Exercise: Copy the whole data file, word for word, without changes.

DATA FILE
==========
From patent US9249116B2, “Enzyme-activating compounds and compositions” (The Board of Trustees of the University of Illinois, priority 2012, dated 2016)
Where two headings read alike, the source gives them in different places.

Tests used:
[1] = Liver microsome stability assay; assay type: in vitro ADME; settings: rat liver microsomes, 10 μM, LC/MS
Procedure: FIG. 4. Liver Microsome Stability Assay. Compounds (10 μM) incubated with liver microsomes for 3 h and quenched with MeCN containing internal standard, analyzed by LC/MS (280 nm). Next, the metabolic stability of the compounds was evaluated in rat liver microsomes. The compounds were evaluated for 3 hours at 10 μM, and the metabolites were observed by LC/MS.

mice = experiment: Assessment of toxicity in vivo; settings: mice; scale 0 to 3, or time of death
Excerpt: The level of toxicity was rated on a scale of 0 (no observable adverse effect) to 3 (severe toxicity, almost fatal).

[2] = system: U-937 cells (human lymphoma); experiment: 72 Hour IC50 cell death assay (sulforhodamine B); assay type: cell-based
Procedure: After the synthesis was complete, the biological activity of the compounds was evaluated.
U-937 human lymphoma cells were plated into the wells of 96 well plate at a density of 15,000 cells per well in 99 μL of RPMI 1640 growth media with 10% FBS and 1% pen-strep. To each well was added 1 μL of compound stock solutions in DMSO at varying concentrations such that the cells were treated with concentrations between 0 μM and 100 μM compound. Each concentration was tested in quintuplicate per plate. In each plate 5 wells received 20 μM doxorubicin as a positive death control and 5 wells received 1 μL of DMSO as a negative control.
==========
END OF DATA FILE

From patent US9249116B2, “Enzyme-activating compounds and compositions” (The Board of Trustees of the University of Illinois, priority 2012, dated 2016)
Where two headings read alike, the source gives them in different places.

Tests used:
[1] = Liver microsome stability assay; assay type: in vitro ADME; settings: rat liver microsomes, 10 μM, LC/MS
Procedure: FIG. 4. Liver Microsome Stability Assay. Compounds (10 μM) incubated with liver microsomes for 3 h and quenched with MeCN containing internal standard, analyzed by LC/MS (280 nm). Next, the metabolic stability of the compounds was evaluated in rat liver microsomes. The compounds were evaluated for 3 hours at 10 μM, and the metabolites were observed by LC/MS.

mice = experiment: Assessment of toxicity in vivo; settings: mice; scale 0 to 3, or time of death
Excerpt: The level of toxicity was rated on a scale of 0 (no observable adverse effect) to 3 (severe toxicity, almost fatal).

[2] = system: U-937 cells (human lymphoma); experiment: 72 Hour IC50 cell death assay (sulforhodamine B); assay type: cell-based
Procedure: After the synthesis was complete, the biological activity of the compounds was evaluated.
U-937 human lymphoma cells were plated into the wells of 96 well plate at a density of 15,000 cells per well in 99 μL of RPMI 1640 growth media with 10% FBS and 1% pen-strep. To each well was added 1 μL of compound stock solutions in DMSO at varying concentrations such that the cells were treated with concentrations between 0 μM and 100 μM compound. Each concentration was tested in quintuplicate per plate. In each plate 5 wells received 20 μM doxorubicin as a positive death control and 5 wells received 1 μL of DMSO as a negative control.